University of Helsinki re­search­ers de­ve­loped a se­quence analysis pipeline for virus dis­cov­ery

A novel bioinformatics pipeline identifies both previously known and novel viruses.
Researchers from the University of Helsinki have developed a novel bioinformatics pipeline called Lazypipe for identifying viruses in host-associated or environmental samples.

The pipeline was developed in close collaboration between virologists and bioinformaticians. The researchers believe they have succeeded to address many challenges typically encountered in viral metagenomics.

Previously, the Viral Zoonooses Research Unit, led by Professor Olli Vapalahti, has published two examples of novel and potentially zoonotic viral agents that were identified with Lazypipe from wild animals that can serve as vectors. A new ebolavirus was identified from faeces and organ samples of Mops condylurus bats in Kenya, and a new tick-borne pathogen Alongshan virus from ticks in Northeast Europe.

“These examples demonstrate the efficacy of Lazypipe data analysis for NGS libraries with very different DNA/RNA backgrounds, ranging from mammalian tissues to pooled and crushed arthropods,” says Dr. Teemu Smura.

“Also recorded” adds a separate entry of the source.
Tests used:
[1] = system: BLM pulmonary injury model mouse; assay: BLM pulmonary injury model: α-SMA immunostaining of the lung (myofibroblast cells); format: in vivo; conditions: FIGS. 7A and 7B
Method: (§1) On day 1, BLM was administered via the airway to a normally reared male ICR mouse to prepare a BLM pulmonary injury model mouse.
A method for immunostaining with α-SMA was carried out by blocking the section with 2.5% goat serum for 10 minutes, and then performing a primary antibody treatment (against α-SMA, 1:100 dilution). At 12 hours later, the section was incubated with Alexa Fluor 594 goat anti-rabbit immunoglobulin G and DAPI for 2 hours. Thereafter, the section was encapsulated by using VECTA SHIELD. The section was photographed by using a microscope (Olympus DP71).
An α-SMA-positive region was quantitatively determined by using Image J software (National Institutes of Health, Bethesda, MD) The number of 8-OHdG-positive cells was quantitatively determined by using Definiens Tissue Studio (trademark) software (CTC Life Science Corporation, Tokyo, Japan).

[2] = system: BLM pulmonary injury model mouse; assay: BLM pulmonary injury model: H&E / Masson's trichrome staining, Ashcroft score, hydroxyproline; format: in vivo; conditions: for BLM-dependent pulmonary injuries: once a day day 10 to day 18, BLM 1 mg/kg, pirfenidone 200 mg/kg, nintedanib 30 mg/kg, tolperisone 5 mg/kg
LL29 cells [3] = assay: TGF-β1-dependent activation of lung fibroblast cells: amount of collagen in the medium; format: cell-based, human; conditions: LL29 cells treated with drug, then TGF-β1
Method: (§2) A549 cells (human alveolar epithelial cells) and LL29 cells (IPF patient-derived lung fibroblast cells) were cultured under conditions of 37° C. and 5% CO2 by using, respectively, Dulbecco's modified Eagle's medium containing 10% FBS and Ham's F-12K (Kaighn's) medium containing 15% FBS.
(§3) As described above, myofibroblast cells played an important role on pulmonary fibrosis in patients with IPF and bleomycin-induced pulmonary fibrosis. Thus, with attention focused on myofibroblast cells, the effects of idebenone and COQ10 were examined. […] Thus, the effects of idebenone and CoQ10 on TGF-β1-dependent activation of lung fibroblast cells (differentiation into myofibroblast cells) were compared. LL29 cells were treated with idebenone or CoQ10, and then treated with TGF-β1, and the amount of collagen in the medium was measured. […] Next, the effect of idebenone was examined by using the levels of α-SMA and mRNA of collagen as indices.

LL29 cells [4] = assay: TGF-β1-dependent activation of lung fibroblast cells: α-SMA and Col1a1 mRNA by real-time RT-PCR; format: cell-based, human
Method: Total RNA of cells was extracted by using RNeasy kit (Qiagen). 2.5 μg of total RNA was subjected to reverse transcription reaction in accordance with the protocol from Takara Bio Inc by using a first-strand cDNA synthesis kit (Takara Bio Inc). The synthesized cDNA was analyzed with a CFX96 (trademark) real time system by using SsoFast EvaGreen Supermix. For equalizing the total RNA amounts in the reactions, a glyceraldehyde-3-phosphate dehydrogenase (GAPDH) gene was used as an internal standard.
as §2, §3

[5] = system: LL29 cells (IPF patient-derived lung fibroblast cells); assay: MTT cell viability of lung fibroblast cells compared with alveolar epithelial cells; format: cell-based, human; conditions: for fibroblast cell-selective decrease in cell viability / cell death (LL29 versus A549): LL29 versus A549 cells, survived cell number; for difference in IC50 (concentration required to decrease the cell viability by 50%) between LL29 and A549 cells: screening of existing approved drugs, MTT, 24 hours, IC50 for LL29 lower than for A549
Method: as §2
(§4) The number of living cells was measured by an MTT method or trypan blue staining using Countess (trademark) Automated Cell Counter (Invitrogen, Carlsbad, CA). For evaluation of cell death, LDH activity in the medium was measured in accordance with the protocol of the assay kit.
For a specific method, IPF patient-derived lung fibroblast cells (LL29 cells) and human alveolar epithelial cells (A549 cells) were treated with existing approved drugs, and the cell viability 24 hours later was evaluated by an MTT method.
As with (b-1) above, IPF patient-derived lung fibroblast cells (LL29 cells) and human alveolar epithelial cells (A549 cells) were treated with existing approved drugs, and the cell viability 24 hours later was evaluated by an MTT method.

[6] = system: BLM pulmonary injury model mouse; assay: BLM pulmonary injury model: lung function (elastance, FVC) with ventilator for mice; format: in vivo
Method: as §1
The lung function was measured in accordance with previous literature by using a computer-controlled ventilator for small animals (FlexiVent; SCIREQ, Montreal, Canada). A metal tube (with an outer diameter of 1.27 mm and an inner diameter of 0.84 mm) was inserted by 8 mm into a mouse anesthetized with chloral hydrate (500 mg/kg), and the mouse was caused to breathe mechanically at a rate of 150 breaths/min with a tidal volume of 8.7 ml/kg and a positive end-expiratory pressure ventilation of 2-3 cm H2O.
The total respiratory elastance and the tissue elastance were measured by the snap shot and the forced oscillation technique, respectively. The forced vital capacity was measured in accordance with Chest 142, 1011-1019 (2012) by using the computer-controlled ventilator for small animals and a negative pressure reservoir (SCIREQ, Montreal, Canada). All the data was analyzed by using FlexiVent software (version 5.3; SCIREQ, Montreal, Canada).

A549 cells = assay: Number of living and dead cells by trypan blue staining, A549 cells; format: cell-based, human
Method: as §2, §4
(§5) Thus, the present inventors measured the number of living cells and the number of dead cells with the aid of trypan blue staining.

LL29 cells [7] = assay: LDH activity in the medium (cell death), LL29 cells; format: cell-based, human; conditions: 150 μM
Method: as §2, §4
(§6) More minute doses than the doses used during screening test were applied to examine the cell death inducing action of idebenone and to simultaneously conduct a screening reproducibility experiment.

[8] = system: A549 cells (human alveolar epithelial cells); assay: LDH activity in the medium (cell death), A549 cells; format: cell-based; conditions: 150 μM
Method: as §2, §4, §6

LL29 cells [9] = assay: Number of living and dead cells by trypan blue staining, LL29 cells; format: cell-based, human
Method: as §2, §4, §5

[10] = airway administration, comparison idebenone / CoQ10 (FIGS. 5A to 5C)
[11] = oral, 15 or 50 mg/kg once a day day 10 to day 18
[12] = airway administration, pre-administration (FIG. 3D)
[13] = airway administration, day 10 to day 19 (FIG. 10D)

Covid-19 height­ens the need to de­tect new vir­uses rap­idly
The current Coronavirus pandemic heightens the need to rapidly detect previously unknown viruses in an unbiased way.

“The detection of SARS-CoV-2 without reference genome demonstrates the utility of Lazypipe for scenarios in which novel zoonotic viral agents emerge and can be quickly detected by NGS sequencing from clinical samples,” says Dr. Ravi Kant.

In early April, the research group tested libraries of SARS-CoV-2 positive samples with Lazypipe.

“We confirmed that the pipeline detected SARS-CoV-2 in 9 out of 10 libraries with default settings and without SARS-CoV-2 reference genome,” says Dr. Ilja Pljusnin.

“Lazypipe could play a crucial role in prediction of emerging infectious diseases,” adds Assoc. Prof. Tarja Sironen.